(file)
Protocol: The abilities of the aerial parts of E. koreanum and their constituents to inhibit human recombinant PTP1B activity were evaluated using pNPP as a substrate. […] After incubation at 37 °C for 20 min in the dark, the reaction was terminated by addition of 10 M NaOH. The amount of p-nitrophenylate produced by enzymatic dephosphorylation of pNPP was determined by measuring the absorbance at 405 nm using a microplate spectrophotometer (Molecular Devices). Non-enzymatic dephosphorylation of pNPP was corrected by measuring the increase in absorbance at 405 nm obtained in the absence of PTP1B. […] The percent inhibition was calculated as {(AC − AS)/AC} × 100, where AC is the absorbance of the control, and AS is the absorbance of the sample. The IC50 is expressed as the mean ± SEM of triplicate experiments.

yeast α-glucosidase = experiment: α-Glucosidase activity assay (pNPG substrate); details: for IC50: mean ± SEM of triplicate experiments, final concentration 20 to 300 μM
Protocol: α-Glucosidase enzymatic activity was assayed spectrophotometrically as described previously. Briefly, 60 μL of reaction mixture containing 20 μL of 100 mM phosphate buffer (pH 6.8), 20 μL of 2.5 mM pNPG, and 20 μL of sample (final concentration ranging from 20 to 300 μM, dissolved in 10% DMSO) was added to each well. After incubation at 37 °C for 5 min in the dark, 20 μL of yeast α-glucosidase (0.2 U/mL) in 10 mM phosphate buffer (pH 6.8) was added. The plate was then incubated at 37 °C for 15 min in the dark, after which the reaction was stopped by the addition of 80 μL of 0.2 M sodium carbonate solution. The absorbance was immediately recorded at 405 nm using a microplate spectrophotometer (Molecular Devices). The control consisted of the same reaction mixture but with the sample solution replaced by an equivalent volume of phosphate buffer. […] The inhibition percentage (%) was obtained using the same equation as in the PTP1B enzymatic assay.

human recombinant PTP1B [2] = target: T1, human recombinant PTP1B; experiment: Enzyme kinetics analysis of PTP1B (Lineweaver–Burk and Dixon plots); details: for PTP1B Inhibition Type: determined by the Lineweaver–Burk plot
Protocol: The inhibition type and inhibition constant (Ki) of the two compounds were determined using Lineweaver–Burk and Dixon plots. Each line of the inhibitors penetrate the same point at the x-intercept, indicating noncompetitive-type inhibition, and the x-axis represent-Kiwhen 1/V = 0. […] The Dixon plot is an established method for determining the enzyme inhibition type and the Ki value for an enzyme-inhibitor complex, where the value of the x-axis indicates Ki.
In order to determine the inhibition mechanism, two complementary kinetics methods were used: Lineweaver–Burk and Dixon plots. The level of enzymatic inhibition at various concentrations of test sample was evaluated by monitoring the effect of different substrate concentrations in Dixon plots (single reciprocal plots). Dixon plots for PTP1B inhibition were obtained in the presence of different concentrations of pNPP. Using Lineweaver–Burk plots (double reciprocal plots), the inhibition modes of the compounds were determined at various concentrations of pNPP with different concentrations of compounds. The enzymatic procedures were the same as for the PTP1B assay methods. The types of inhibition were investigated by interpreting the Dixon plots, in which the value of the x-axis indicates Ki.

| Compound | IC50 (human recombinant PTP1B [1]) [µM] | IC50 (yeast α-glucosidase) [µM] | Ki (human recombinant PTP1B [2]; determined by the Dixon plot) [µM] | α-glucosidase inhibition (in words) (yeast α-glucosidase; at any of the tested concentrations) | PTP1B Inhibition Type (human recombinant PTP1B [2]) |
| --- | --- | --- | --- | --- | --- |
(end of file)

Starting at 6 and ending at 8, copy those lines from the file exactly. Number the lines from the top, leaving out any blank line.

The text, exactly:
In order to determine the inhibition mechanism, two complementary kinetics methods were used: Lineweaver–Burk and Dixon plots. The level of enzymatic inhibition at various concentrations of test sample was evaluated by monitoring the effect of different substrate concentrations in Dixon plots (single reciprocal plots). Dixon plots for PTP1B inhibition were obtained in the presence of different concentrations of pNPP. Using Lineweaver–Burk plots (double reciprocal plots), the inhibition modes of the compounds were determined at various concentrations of pNPP with different concentrations of compounds. The enzymatic procedures were the same as for the PTP1B assay methods. The types of inhibition were investigated by interpreting the Dixon plots, in which the value of the x-axis indicates Ki.

| Compound | IC50 (human recombinant PTP1B [1]) [µM] | IC50 (yeast α-glucosidase) [µM] | Ki (human recombinant PTP1B [2]; determined by the Dixon plot) [µM] | α-glucosidase inhibition (in words) (yeast α-glucosidase; at any of the tested concentrations) | PTP1B Inhibition Type (human recombinant PTP1B [2]) |
| --- | --- | --- | --- | --- | --- |